Why it is not great for building complex apps


Passing props

Currently, from the Codux drag&drop UI, we can only pass values (hardcode). It is not possible to pass variables that exist in the scope without looking into the code. This is understandable for the beta. The app should display every variable in the scope.


Complex layouts

You can pass a component to the prop in a drag-and-drop style. Of course, this can be something that you would actually put in the prop, not the whole tree of elements.


Rendering a list of N elements is not really possible without using the code. There are 2 possible ways:

  • Prepare separate components to render N amounts of the children’s component - this is mostly fine, but you still have to pass a hardcoded variable

  • Add component N times manually - Unfortunately, this is not possible with dynamic data because we can’t pass variables.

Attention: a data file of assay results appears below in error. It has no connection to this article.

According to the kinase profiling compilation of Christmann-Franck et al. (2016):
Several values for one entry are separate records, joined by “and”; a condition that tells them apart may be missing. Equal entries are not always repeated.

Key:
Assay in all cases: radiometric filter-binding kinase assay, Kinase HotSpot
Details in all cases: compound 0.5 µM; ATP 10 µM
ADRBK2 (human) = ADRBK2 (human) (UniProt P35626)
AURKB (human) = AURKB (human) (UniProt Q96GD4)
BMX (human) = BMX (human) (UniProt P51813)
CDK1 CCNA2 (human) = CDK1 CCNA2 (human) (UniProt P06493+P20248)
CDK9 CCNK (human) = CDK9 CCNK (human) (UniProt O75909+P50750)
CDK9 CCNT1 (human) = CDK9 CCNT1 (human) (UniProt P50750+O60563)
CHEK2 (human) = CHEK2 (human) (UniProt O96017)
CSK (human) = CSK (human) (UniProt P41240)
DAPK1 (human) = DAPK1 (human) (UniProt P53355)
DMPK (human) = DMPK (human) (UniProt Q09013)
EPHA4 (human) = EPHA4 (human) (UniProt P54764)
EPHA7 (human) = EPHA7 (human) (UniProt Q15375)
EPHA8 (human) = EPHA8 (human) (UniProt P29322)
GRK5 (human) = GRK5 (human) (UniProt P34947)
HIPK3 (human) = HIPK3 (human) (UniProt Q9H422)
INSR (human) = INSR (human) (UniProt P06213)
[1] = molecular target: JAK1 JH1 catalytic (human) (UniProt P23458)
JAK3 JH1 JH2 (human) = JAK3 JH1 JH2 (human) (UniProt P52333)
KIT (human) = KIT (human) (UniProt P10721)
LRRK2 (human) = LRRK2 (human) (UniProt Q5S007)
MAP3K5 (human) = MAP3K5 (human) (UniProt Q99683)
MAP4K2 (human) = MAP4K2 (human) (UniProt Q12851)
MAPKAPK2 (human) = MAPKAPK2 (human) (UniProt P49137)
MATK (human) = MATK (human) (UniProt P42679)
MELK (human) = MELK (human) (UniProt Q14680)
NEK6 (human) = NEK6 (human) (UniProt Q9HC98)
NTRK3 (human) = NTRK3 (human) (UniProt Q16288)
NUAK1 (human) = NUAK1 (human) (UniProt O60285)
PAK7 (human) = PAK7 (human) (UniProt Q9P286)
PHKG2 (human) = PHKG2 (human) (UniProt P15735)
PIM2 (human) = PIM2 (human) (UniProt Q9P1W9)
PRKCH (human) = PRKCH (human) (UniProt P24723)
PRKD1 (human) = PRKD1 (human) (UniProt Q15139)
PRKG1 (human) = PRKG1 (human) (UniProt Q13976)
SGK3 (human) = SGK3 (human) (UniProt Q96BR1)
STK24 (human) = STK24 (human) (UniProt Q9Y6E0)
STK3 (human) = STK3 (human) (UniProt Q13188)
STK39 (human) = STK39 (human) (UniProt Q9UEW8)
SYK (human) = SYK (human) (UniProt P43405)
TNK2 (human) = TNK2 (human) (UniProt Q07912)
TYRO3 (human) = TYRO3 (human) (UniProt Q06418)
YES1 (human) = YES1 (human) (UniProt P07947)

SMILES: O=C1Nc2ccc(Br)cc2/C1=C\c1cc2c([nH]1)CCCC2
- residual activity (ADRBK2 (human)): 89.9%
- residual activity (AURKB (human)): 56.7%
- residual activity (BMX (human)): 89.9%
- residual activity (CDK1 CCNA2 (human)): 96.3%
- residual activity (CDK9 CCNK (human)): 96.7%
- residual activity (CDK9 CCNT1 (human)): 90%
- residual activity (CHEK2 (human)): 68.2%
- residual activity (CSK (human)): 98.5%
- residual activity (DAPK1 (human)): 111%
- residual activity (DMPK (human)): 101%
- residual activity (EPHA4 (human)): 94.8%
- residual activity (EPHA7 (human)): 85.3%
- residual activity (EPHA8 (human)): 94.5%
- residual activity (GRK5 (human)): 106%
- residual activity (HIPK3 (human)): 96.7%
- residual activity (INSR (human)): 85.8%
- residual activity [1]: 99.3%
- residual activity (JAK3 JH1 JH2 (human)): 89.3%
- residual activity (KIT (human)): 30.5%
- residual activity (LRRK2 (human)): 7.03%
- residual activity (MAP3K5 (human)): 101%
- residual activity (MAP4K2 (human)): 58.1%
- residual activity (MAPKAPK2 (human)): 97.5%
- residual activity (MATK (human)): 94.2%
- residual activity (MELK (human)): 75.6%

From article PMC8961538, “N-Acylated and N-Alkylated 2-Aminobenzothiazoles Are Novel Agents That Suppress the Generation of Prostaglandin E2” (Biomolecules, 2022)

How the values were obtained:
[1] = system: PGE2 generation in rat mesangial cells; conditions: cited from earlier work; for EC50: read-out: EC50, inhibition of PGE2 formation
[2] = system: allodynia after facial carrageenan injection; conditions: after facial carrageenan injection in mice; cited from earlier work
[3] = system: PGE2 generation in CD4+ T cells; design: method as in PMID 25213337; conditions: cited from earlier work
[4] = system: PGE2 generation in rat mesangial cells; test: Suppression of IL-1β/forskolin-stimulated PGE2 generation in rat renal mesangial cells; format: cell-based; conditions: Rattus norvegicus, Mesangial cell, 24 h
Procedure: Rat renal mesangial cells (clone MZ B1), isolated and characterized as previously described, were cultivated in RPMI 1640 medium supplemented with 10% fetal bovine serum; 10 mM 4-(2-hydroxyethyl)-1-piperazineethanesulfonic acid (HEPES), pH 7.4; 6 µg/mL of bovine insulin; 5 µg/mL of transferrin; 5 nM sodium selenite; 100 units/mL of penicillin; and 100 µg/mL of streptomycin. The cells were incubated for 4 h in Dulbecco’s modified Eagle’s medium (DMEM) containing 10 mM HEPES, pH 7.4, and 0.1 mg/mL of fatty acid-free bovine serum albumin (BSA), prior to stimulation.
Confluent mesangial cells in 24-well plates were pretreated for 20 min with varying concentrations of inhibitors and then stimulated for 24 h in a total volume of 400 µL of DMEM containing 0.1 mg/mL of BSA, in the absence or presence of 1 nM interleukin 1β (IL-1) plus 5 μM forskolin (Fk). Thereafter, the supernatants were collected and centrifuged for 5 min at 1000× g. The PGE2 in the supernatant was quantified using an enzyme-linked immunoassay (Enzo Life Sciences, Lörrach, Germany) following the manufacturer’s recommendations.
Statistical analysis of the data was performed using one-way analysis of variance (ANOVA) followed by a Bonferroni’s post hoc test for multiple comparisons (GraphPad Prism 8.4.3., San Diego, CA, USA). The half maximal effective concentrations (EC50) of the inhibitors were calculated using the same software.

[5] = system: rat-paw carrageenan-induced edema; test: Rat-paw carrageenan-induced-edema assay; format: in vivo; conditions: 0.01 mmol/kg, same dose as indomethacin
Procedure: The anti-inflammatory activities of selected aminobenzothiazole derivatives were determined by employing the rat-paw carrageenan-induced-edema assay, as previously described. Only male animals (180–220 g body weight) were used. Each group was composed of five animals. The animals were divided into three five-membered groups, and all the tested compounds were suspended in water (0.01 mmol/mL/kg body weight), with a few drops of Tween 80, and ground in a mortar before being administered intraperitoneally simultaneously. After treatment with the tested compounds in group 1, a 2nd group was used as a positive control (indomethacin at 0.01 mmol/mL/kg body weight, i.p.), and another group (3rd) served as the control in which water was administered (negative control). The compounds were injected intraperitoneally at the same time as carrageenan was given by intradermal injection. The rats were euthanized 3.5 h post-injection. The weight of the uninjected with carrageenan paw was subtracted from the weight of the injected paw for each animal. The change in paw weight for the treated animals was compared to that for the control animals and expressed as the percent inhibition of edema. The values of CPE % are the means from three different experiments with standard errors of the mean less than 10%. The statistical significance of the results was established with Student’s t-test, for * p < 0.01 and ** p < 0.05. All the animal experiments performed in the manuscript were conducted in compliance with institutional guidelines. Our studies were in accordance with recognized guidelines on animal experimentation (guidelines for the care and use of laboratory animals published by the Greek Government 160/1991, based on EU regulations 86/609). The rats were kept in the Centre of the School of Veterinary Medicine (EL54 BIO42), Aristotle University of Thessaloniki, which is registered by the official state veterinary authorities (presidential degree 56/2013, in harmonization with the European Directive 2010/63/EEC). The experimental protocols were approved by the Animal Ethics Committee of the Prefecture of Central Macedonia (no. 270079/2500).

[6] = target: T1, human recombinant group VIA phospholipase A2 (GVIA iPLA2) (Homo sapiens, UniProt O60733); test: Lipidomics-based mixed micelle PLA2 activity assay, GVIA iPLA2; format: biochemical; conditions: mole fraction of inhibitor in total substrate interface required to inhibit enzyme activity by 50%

Using external libraries

Codux is a powerful tool for building web applications, but it has some limitations when it comes to using external libraries. Specifically, Codux does not work with CSS frameworks or component libraries. This means developers cannot use popular libraries such as Bootstrap or Material-UI to style their applications. This can be a significant limitation for some developers who rely on these libraries to build their applications.


Perfect fit for Codux

The perfect fit for Codux is where we could use only drag & drop. This can only be achieved for easier, static pages.

This will require some additional preparation to make implementations fast.

  • Using a component library

  • Easy or automatic deployments

  • Preview deployments

  • Automatic image optimisation

By using tools such as Framer and Webflow, we can skip these steps and, more importantly, avoid having to maintain them.


User experience